The years like great black oxen tread the world
And God, the herdsman, goads them on behind.
Time is an odd concept, or at least one that I cannot grasp very well. In a sense, perhaps a very big sense, it seems an abstract idea to me. Although I am told that in the world of physics and Einstein, time is a very real thing, it doesn't always seem very real to me. And I suppose that it also depends on who's doing the telling because I now recall having posted something like this before and someone (madcap mum perhaps?) took some issue with the previous viewpoint. Me? I'm much too simple, not to mention lazy, to resolve the science, and, frankly my dear, I don't ...
On one hand, time seems very real. I mean to say that we all reference weeks and years on an ongoing basis. Those units provide a frame of reference that we really can't do without. On the other hand, they exist almost solely for our own reference points. Not completely, I suppose, because I do understand where the measurements of days and years come from — the relationship between the earth and sun, of course. But now that I've breathed air on this planet for almost six decades, I realize that I don't have a true sense of time. In an instant of thought I am transported back to boyhood, and I relive an event and its concomitant emotions. It is current in my head, not forty or fifty years past.
In a sense, I have been breathing air for an eternity: my eternity. In my own interior sense of time, I have existed forever: my forever. In another sense, however, I feel as though I have lived for but an instant. I am naught but a flickering candle. Yes, time is totally paradoxical to me. As I am paradoxical to myself because I had no thought or intention of prattling on like that. No, I simply thought to tell you how busy I seem to get and how many days pass before I realize it.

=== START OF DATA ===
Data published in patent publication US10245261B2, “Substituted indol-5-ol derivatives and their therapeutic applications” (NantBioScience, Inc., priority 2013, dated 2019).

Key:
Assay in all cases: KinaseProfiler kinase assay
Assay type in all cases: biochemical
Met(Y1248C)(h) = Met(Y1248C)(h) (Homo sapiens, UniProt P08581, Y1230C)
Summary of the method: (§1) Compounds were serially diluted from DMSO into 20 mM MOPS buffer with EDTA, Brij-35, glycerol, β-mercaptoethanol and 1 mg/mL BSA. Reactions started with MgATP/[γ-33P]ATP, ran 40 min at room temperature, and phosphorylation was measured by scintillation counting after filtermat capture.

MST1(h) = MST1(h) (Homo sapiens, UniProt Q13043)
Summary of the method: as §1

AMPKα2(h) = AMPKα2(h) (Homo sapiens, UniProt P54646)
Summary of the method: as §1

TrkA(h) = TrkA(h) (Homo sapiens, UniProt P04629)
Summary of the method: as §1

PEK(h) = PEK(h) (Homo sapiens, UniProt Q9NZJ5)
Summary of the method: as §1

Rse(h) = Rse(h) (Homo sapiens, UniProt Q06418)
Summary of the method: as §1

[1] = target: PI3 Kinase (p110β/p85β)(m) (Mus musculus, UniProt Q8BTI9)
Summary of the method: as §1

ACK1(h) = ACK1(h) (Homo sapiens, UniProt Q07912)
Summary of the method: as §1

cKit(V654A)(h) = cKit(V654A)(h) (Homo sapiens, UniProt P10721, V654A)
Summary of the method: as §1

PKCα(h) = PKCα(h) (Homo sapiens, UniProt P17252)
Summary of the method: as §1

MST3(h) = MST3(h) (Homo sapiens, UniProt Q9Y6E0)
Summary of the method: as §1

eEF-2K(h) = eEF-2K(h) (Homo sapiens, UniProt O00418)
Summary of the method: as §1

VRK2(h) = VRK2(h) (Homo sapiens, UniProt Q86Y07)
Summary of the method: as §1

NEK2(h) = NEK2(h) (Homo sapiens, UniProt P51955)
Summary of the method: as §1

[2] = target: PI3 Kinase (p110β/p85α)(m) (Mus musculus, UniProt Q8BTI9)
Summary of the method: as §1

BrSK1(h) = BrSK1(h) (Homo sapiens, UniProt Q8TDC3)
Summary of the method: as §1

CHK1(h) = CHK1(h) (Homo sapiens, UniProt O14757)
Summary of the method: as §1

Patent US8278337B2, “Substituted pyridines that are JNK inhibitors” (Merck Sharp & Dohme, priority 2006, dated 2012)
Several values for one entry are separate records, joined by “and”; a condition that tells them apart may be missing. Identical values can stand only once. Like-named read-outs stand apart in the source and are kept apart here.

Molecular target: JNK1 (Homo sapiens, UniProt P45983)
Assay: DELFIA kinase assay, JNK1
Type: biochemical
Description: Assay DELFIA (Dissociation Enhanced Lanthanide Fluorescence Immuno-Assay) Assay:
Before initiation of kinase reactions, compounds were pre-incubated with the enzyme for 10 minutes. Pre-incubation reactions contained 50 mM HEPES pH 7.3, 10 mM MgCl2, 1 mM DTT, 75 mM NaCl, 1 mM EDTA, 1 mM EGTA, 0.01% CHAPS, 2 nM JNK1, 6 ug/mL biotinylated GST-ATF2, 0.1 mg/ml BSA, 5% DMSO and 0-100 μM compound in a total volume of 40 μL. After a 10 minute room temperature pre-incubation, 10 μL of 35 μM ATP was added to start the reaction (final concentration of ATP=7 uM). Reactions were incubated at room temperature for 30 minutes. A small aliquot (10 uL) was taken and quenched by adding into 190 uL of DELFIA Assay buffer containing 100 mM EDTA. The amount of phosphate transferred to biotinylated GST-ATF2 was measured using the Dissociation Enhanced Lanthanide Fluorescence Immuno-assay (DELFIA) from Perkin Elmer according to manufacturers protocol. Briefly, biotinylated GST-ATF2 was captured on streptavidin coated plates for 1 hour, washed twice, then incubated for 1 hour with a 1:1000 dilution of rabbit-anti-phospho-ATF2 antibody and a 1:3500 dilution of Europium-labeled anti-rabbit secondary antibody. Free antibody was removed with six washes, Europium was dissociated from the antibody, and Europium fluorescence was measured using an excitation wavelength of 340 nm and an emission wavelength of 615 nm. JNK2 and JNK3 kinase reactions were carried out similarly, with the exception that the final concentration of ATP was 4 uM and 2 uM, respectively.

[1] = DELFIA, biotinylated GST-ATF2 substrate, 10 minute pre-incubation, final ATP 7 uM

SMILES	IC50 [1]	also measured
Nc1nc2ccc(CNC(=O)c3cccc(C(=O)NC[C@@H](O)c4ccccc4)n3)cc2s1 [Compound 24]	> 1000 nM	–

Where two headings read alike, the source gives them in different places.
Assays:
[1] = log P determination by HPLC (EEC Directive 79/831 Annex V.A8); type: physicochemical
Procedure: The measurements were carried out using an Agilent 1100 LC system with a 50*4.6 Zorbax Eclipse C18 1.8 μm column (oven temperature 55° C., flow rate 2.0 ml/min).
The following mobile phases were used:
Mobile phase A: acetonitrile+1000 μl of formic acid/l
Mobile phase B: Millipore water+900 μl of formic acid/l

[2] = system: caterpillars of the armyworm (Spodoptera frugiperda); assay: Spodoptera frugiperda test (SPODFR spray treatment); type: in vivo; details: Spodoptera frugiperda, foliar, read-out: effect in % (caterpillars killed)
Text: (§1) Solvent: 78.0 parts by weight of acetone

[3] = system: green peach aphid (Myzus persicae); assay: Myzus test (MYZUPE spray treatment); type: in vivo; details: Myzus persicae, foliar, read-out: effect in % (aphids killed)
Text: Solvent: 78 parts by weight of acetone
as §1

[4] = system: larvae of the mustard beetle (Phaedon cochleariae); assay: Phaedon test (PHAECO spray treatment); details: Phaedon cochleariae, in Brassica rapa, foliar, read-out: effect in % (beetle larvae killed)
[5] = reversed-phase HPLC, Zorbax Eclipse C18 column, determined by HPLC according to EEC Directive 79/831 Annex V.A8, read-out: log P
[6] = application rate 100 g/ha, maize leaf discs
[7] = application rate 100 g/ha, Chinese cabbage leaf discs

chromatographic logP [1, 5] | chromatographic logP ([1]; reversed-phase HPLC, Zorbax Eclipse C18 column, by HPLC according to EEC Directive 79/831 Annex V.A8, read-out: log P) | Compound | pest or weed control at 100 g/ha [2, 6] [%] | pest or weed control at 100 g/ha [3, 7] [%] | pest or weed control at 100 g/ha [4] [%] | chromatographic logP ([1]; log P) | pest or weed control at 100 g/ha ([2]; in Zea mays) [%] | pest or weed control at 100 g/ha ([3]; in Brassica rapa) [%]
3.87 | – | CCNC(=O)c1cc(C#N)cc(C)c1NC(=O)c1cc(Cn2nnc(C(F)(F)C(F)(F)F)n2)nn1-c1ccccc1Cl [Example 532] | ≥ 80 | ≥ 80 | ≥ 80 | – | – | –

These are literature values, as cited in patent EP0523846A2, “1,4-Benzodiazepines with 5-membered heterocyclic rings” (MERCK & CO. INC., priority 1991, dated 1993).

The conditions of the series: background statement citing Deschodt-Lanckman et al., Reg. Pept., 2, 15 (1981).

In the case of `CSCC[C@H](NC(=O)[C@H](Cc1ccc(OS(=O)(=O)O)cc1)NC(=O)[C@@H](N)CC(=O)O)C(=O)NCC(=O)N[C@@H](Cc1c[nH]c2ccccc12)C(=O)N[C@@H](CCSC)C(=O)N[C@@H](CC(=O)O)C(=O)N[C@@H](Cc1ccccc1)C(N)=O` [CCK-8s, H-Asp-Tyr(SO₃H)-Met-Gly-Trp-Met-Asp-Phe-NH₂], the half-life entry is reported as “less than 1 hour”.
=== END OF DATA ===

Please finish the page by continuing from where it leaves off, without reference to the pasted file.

In the past four days we have attended a wedding and a celtic jam, watched the Wimbledon finals and part of the World Cup championship, taken in the Scottish Tattoo in our local park, and driven into Ottawa to complete several chores. To me, that's more cheetah-like than oxen-like (see quote above), and I guess it's that sort of notion that led to my cryptic and confused ruminations of the preceding paragraphs. I quite get the very apt oxen metaphor, but ... but I won't repeat myself again ... not just yet anyway.
I had begun to change this blog template with the seasons, but I find that one-quarter (give or take) of summer has already cheetahed past, and I still have my spring template up. Or at least I did until just now. This one, featuring a photo from Monument Valley, Arizona is a bit of a rush job, and there may be things wrong with it. For example: in the past, I have used a lot of little formatting styles which I haven't yet bothered to update. So, if you peruse an old post, you might see some pretty odd colour combinations. Maybe I'll fix those; or maybe time will continue to cheetah, and I won't get around to it. Who knows?
This afternoon, I have an appointment with our family physician. She's still new to me and I to her, so I am not much looking forward to this visit. Maybe that's why I let time dangle a bit and demurred over setting up this appointment, but demur I did — should have made it weeks ago. Speaking of weeks ago, as the cheetah runs, we've not been on our bikes for over two weeks now, and it's been even longer since I last worked out, not that I do it all that strenuously, but you get the idea.
I should be able to draw some sort of fitting conclusion to this post, but, as must be apparent to all readers, I am somewhat fuzzy-headed this morning, and will have to just let it go for now. Sometimes, you have to cut your losses and end the blog. Perhaps that's something that I have learned with time.